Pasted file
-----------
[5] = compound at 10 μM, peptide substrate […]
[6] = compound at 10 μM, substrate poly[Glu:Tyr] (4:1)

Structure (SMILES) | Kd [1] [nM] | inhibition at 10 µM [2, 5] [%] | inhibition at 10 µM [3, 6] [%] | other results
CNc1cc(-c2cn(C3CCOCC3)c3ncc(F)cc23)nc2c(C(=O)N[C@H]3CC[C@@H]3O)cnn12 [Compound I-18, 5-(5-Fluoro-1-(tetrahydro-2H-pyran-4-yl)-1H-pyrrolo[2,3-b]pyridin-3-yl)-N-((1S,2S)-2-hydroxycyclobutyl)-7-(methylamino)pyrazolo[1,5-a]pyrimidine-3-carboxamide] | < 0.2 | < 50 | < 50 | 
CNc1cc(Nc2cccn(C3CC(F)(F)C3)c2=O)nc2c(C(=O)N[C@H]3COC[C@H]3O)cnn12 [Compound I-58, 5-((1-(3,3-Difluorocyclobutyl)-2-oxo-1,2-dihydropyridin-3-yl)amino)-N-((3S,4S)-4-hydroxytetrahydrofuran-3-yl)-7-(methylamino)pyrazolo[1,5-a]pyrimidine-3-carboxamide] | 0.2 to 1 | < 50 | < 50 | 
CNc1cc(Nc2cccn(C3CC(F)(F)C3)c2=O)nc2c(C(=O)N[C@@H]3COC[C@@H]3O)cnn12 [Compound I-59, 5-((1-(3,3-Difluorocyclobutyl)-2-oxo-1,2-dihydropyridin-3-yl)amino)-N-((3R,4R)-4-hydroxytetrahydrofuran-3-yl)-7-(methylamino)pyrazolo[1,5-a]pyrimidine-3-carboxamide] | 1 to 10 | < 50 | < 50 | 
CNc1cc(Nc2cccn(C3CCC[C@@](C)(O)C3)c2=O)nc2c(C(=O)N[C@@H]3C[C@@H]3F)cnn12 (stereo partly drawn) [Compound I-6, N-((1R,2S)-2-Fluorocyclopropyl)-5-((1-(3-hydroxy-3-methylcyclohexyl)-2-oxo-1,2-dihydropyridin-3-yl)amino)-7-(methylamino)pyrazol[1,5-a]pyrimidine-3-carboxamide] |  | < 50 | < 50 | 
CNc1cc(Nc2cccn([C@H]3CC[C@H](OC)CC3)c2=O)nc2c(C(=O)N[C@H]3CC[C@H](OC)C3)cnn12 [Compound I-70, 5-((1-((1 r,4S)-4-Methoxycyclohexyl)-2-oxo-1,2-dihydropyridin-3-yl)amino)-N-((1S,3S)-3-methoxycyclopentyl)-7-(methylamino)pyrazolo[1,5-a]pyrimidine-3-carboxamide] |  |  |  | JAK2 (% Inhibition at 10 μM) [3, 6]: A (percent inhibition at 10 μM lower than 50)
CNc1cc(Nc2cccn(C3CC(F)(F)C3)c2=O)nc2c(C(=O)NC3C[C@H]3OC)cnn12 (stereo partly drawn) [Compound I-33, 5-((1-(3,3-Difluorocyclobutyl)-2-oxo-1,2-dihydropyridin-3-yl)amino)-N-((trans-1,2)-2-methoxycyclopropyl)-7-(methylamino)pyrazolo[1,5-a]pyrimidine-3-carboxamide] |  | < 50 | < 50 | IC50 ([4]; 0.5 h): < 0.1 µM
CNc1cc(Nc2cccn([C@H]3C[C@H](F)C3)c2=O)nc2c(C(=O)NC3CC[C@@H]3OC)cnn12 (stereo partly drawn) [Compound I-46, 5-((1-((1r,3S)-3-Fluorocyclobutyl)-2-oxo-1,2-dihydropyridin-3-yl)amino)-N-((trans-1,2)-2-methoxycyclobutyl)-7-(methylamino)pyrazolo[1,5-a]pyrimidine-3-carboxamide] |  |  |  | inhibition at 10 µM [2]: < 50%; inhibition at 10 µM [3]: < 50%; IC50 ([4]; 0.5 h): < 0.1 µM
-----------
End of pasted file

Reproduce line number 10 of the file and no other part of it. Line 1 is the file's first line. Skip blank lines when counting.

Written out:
CNc1cc(Nc2cccn([C@H]3C[C@H](F)C3)c2=O)nc2c(C(=O)NC3CC[C@@H]3OC)cnn12 (stereo partly drawn) [Compound I-46, 5-((1-((1r,3S)-3-Fluorocyclobutyl)-2-oxo-1,2-dihydropyridin-3-yl)amino)-N-((trans-1,2)-2-methoxycyclobutyl)-7-(methylamino)pyrazolo[1,5-a]pyrimidine-3-carboxamide] |  |  |  | inhibition at 10 µM [2]: < 50%; inhibition at 10 µM [3]: < 50%; IC50 ([4]; 0.5 h): < 0.1 µM